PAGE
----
That being said, yesterday was awesome, with nowhere to be, nothing to do and no one who needed us.  We slept in like college kids (a perk of not having kids quite yet), ate breakfast at lunch time, went shopping at Target, had lunch at Olive Garden (thanks to a lovely parishioner giving us a gift card), went to the movies and even got Starbucks on the way home.  *Sigh*  It is just so nice to be together without the weight of the world on your shoulders.

Days off haven't always felt so free, even when Tommy wasn't doing basketball stuff.  For those who don't know, I have dealt with depression since college (probably sooner than that but didn't know how to name it) and I have been on medicine for it.  Last year, nothing the medicine didn't seem even to put a dent in the weight of it all and Thursdays were actually a day filled with anxiety because I didn't have busy-ness to keep my mind off the ache.  But thanks be to God, my amazing doctor found something new for me that works 1,000 times better and I feel free, like all the clogged pipes in my head and heart are finally cleared out.  And now, Thursdays are much more restful, not to mention fun.

So, as I look outside at the sparkly thin frosting of snow on our yard and at my spoiled puppies sleeping on the couch, I am grateful for God's gifts in all their forms: sleeping in 'til 11, gift cards, medication as a means of grace, a sweet husband, Target and all its treasures, Starbucks, facebook chats with my baby bro, and unseasonably warm mornings to run.  Thank you for your gracious gifts God.  Prepare my heart to receive your greatest gift once again this Christmas.

Wednesday, December 21, 2011

Who, What and Why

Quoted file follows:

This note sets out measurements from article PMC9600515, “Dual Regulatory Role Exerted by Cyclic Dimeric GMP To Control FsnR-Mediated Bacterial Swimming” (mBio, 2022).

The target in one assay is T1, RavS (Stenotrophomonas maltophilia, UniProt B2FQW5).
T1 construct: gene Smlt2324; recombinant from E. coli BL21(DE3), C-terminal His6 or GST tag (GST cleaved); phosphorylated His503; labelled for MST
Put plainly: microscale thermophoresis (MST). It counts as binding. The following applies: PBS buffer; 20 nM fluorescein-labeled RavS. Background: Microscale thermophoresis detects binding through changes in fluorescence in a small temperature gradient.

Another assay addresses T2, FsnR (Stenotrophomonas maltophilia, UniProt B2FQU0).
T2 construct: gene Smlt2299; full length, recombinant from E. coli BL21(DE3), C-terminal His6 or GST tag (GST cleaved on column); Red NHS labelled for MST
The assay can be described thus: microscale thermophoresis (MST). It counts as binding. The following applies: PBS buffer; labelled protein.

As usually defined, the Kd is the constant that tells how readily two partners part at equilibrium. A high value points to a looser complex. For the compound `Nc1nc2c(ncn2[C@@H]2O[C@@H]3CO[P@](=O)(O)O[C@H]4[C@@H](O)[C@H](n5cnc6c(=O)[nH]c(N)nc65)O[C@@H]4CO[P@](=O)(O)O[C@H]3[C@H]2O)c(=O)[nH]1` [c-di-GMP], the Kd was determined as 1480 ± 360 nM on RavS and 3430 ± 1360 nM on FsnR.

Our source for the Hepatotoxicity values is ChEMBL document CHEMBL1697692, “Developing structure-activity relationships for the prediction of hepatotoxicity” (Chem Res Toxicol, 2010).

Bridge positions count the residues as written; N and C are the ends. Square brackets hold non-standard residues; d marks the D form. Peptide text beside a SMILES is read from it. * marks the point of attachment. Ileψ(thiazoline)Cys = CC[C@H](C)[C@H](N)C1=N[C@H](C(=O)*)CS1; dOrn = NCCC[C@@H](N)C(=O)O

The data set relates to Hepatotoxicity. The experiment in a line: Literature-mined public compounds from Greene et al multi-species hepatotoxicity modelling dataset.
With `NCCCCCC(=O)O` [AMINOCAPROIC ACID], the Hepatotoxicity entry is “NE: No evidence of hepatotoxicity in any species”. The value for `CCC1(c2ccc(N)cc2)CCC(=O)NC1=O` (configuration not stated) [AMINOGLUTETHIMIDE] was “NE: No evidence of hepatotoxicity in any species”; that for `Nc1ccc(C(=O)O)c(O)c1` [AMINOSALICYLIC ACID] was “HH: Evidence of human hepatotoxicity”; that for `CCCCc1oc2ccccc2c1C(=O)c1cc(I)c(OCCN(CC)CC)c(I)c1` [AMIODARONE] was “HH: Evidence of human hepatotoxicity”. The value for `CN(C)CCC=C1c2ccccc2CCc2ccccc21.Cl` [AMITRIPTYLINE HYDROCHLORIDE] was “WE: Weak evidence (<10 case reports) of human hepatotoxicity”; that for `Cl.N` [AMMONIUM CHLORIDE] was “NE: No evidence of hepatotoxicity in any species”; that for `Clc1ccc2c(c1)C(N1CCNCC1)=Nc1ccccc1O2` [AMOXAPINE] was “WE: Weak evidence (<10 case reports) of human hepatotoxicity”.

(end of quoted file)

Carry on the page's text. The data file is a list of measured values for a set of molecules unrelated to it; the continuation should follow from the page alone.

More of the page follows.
Hello world! I am again joining the blogosphere.  I briefly blogged awhile back about a fitness journey, but ended the blog after finishing the program.  (  Life has changed since then and I recently felt, for the first time, that internal "itch" (as I like to call it) to express myself in writing. introduction to myself and to this blog...My husband and I are co-pastors (aka we share the role of lead pastor) at a small church of about 75 in Kingston, MO.  We've been here for almost three years, during which time I have attended seminary in Kansas City.  I'm finished with my MDiv now and will walk in May while Tommy began his seminary program in August.  While I was in school, I preached a couple times a quarter, sometimes more in the summer, because unlike some people I didn't feel like I was able to preach on a weekly or bi-weekly basis and go to school full-time (and do any measure of justice to either one).  But, now that Tommy is in school, I have been preaching every week since September.  I was incredibly anxious about this new arrangement, primarily because my husband is funny and down to earth.  He seriously could relate to anyone I think, from promiscuous Italian soccer players to hardcore country boys, but that's another story.  I'm different.  I mean, I do my best to live incarnationally, but at times I struggle to live as "a Jew among Jews and as a Gentile among Gentiles."  And when it comes to humor, I think I'm hilarious, but not everyone would agree with that sentiment!  I am more academic and I don't move a whole lot while in the pulpit, something Tommy does quite a bit.  Oh yeah, and I am a girl.  Not a real common site in most pulpits.  So, I felt self-conscious I think.  However, taking on this new role has been affirming in that I have begun to appreciate in a new way my personal gifts and to remember that God speaks through many types of vessels.  My confidence in myself and in my skills and knowledge has grown, in spite of my constant awareness of ways in which I need to mature as a believer and pastor.